The first blog entry on this blog was about Eddlyine Brewing in Buena Vista. They had just released some information regarding their decision to can their beers (their canning line will be open in June) and they had released a few logos for their cans as well. Just a couple weeks ago I was back out there and decided that I would repost that original entry because only a few people saw it then and I have a lot more readers now. Once again I was very happy with the beer I tasted and am very much looking forward to seeing their beer in my local store later this year. The first section of the post was the original entry and the second portion is from my latest visit:
Eddyline Brewery in Buena Vista, Colorado announced early this morning that they are expanding and are [currently] moving their brewing operations to a new location. They decided they will be canning their beer, and I assume this is part of their commitment to being as green as possible while maintaining a distribution in Colorado. Canning beer helps cut the
carbon footprint of transportation, and by recycling one aluminum can you save enough energy to power a television for three hours (I read this in Fermenting Revolution, a book that was published in 2006). So, I’m hoping that we’ll be seeing Eddyline’s beer over in Colorado Springs. I visited the brewery when I first moved to Colorado and their beer is really fantastic. I didn’t take my notepad with me, but I remember I drank a pale ale, and it was very fresh tasting, nicely balanced, with what I’m assuming were Pacific NW hops. I look forward to going back someday and to keeping some cans in my fridge.
They commissioned local artist Katie Henderson Carl to create “old school hand drawings” that relate to the outdoor activities found in the area. Eddyline has announced the first three beers they will can are: The Drag Bag Lager, Kickin’ Back Amber, and Crank Yanker IPA.
I pulled this information about their three [to-be] canned beers directly off their site:
Kickin’ Back Amber:
Most of the times we are out enjoying everything Colorado has to offer: biking, hiking, skiing, boating, fishing, KICKIN’ BACK! This amber lager and is very smooth and is perfect for enjoying the Colorado scenery. This is the perfect beer for enjoying that kickin’ back time with your friends around a camp fire.
Drag Bag Lager:
What kind of beer do you throw in the drag bag? I think the Arkansas Valley favorite is PBR, but we hope to change that. This lager is light, refreshing, and smooth, just what you need on a long trip down the Arkansas.
Crank Yanker IPA:
What kind of person does it take to snap a chain? A crank yanker!!! Anyone that has ever ridden the Monarch Crest Trail realizes that the mountain biking in Arkansas Valley is something very special. Well it takes a big beer to meet those expectations and that is exactly what the Crank Yanker IPA brings to the table. This IPA isn’t any ordinary IPA it’s over 7.5% ABV and enough hops to make a nice balanced finish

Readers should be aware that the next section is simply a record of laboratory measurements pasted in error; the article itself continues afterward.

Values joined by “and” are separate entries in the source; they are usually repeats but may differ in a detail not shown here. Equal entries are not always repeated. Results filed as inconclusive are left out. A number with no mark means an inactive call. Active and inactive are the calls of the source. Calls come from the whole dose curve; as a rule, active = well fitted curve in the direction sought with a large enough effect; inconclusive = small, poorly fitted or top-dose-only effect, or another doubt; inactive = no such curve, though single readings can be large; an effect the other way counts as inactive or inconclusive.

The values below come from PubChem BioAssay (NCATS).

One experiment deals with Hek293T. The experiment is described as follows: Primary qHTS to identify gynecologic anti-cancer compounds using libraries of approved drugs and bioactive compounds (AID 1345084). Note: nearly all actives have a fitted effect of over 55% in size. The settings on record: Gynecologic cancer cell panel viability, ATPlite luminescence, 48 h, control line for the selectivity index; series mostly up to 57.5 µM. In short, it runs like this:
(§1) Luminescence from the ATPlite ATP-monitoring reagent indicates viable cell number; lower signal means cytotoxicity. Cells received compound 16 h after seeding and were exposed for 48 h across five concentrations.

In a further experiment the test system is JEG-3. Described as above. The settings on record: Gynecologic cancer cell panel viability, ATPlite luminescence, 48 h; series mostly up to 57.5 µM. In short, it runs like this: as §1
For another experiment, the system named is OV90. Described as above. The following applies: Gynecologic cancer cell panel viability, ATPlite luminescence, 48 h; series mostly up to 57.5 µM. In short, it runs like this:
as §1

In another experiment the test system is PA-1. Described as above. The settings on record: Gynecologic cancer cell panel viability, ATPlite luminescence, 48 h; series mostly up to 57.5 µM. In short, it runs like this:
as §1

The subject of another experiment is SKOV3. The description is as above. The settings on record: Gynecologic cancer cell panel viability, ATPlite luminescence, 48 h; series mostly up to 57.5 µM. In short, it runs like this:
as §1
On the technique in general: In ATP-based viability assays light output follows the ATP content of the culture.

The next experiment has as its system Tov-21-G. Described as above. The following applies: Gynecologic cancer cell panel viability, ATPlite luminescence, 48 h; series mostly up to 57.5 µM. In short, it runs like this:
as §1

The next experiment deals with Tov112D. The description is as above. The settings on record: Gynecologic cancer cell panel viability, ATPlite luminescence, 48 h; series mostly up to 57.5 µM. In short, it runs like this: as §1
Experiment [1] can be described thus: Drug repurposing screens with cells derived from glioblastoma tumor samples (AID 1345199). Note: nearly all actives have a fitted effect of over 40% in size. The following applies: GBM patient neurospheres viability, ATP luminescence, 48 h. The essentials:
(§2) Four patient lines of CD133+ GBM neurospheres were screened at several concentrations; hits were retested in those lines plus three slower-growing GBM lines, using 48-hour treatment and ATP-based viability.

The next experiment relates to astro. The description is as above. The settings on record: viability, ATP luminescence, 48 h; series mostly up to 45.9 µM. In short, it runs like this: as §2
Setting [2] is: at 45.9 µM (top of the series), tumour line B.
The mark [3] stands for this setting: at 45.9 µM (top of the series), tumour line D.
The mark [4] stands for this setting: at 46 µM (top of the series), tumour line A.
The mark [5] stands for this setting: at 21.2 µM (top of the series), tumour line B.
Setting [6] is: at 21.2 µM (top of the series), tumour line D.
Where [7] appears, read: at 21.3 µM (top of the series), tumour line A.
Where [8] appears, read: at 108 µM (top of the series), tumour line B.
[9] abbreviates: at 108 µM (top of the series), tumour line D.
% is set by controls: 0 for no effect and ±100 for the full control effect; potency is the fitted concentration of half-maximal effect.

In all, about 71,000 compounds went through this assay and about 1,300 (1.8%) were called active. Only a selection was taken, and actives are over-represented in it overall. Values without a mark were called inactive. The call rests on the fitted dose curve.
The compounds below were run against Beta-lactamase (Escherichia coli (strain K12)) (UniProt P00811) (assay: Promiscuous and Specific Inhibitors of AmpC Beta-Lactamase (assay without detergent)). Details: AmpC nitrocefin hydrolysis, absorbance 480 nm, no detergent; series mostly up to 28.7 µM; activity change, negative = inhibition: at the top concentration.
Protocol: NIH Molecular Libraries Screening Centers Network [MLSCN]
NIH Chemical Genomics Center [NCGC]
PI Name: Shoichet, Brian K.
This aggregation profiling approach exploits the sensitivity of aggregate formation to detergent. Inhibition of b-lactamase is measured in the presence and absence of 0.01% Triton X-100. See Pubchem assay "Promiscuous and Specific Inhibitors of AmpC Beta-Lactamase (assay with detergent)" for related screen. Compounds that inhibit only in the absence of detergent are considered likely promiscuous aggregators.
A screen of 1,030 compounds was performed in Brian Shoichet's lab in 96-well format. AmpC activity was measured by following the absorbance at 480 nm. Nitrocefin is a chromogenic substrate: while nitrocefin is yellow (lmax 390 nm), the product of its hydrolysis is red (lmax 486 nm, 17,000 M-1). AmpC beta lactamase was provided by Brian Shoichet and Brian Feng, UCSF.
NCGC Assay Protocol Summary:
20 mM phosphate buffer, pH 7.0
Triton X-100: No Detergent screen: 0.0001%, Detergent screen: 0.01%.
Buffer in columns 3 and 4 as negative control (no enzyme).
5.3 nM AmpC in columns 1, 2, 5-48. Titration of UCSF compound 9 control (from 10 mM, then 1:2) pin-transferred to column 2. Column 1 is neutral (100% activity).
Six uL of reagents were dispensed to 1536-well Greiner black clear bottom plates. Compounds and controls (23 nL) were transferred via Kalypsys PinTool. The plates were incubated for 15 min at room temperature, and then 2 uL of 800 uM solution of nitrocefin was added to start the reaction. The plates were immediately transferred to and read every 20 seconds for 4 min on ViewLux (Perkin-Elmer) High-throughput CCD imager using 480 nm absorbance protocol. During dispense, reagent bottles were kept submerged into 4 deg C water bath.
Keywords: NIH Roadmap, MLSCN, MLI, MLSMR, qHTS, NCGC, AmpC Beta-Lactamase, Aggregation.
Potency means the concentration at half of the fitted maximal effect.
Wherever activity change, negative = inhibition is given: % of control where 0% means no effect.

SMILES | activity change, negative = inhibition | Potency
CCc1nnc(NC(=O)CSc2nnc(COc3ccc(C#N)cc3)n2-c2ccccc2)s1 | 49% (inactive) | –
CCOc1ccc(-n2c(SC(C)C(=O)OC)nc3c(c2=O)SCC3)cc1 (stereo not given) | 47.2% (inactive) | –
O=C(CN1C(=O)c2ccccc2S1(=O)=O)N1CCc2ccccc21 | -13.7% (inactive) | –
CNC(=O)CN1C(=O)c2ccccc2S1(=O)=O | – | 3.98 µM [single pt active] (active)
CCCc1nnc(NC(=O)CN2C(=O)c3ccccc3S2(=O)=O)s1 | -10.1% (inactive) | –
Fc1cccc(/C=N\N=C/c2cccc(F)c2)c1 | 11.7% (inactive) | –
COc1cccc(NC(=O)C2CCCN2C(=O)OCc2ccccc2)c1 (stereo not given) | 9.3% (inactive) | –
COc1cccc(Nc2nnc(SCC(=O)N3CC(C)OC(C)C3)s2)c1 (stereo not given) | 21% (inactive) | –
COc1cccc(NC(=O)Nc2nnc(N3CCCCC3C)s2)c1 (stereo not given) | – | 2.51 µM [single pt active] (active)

– – –
I visited Eddyline again just a couple weeks ago and ordered a sample tray. The beers included the Drag Bag Lager, a Pumpkin Pale Ale, Midland Trail Pale Ale, Crank Yanker IPA, Kickin’ Back Amber, and a Porter. All the beers were good. I often like to test out the Pale Ale at a brewery because I feel like if they get that one right, they are probably doing good, and if they have a pale ale, they are probably inclined to be slightly hop heavy because they’ll also likely have an IPA on the menu, that’s two hoppy beers right off the bat. So yes, Eddyline has a Pale Ale and to be honest, it’s one of my favorite Pale Ale’s that I’ve had. It’s light and crisp with a subtle malt backbone and while it’s not as high in the bitterness department as the IPA, the fact that it’s not as malt heavy as the IPA makes the perception of hoppiness much stronger than normal. It’s floral, it’s slightly bitter, it’s appearance was cloudy (which was a nice change to most pale ales), and it’s super refreshing. Reminds me of some of the best hoppy beers I used to drink in Oregon. It would fit right in. I would have guessed it to be a slightly light Pacific NW IPA.
The IPA is good as well, but this day I appreciated the Pale for not have as much of a malt balance. I really hope they can that Pale Ale for distribution. The Pumpkin Pale I also thought was special. The pumpkin contributed quite a bit of a smooth thick texture and made the beer somewhat rich, pumpkin spices, but surprisingly light for it’s texture. The lager is nice and biscuity, quick crisp finish and very drinkable. The amber tasted close to an American Brown Ale to me but was still good. The Porter was great, really roasty with some coffee notes. In fact, this is one of the more roasted porters I’ve had. So, in general the amber was my least favorite, although it definitely was not a bad beer, just not my favorite, the Pale was my favorite, I ordered an extra pint of the pumpkin and really I enjoyed each beer. Watch out for Eddyline, we should see their beer in stores this year.